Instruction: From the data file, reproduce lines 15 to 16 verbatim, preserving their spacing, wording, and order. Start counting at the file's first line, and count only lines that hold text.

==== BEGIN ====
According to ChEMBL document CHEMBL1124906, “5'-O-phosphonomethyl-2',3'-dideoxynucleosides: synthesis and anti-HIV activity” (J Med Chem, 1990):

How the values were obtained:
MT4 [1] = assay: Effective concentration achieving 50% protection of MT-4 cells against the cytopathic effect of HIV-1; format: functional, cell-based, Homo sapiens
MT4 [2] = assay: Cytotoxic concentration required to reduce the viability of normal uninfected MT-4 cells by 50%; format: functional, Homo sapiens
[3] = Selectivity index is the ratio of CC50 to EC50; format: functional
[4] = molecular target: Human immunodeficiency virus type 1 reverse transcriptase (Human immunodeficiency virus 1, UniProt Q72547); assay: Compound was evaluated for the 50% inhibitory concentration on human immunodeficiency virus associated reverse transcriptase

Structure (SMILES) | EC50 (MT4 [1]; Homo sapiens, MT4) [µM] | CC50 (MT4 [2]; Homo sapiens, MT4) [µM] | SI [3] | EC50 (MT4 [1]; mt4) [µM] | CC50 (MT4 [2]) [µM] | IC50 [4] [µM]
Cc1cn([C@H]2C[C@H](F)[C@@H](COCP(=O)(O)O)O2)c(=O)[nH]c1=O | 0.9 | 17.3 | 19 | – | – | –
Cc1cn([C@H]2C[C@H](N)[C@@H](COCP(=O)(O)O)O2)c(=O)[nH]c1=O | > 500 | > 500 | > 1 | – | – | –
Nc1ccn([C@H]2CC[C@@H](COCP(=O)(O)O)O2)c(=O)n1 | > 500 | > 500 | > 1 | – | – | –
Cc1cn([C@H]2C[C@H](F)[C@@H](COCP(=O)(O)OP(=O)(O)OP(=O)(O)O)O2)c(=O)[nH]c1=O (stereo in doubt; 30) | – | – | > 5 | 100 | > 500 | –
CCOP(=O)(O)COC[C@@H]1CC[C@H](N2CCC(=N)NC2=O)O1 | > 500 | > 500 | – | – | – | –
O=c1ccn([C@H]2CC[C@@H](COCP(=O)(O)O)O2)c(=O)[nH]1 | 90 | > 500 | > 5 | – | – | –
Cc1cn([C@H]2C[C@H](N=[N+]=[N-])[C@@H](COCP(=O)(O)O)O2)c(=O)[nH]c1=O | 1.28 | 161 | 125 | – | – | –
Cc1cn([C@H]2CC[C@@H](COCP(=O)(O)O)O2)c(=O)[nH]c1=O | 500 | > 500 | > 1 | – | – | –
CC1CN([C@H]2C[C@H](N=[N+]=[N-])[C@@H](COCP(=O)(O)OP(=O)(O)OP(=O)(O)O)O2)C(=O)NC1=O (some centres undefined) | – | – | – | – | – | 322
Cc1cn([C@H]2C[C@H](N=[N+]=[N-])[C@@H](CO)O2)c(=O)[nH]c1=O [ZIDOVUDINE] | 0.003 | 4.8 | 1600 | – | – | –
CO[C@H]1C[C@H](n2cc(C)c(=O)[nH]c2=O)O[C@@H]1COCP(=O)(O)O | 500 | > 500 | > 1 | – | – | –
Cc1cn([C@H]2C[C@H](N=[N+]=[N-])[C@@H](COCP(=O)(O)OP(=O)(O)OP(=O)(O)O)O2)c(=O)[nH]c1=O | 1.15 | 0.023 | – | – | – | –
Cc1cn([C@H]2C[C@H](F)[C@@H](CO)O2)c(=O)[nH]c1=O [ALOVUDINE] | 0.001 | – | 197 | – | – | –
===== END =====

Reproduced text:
Cc1cn([C@H]2CC[C@@H](COCP(=O)(O)O)O2)c(=O)[nH]c1=O | 500 | > 500 | > 1 | – | – | –
CC1CN([C@H]2C[C@H](N=[N+]=[N-])[C@@H](COCP(=O)(O)OP(=O)(O)OP(=O)(O)O)O2)C(=O)NC1=O (some centres undefined) | – | – | – | – | – | 322